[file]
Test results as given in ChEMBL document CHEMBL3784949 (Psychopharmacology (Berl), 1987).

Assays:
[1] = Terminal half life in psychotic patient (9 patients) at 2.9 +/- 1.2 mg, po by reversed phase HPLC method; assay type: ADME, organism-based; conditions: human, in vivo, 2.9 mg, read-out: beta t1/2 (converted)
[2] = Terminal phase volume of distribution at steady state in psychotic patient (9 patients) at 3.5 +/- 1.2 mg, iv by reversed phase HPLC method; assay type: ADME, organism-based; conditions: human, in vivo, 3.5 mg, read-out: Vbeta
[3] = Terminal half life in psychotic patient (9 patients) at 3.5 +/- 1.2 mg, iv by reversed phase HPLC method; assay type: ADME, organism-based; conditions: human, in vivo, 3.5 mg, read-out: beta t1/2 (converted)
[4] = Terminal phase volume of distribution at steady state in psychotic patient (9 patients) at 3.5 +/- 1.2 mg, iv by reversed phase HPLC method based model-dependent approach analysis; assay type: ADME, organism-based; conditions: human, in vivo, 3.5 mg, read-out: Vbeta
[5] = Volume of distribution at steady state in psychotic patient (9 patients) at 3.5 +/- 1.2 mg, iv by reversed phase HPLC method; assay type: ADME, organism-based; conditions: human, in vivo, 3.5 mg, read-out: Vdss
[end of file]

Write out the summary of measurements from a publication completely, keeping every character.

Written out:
Test results as given in ChEMBL document CHEMBL3784949 (Psychopharmacology (Berl), 1987).

Assays:
[1] = Terminal half life in psychotic patient (9 patients) at 2.9 +/- 1.2 mg, po by reversed phase HPLC method; assay type: ADME, organism-based; conditions: human, in vivo, 2.9 mg, read-out: beta t1/2 (converted)
[2] = Terminal phase volume of distribution at steady state in psychotic patient (9 patients) at 3.5 +/- 1.2 mg, iv by reversed phase HPLC method; assay type: ADME, organism-based; conditions: human, in vivo, 3.5 mg, read-out: Vbeta
[3] = Terminal half life in psychotic patient (9 patients) at 3.5 +/- 1.2 mg, iv by reversed phase HPLC method; assay type: ADME, organism-based; conditions: human, in vivo, 3.5 mg, read-out: beta t1/2 (converted)
[4] = Terminal phase volume of distribution at steady state in psychotic patient (9 patients) at 3.5 +/- 1.2 mg, iv by reversed phase HPLC method based model-dependent approach analysis; assay type: ADME, organism-based; conditions: human, in vivo, 3.5 mg, read-out: Vbeta
[5] = Volume of distribution at steady state in psychotic patient (9 patients) at 3.5 +/- 1.2 mg, iv by reversed phase HPLC method; assay type: ADME, organism-based; conditions: human, in vivo, 3.5 mg, read-out: Vdss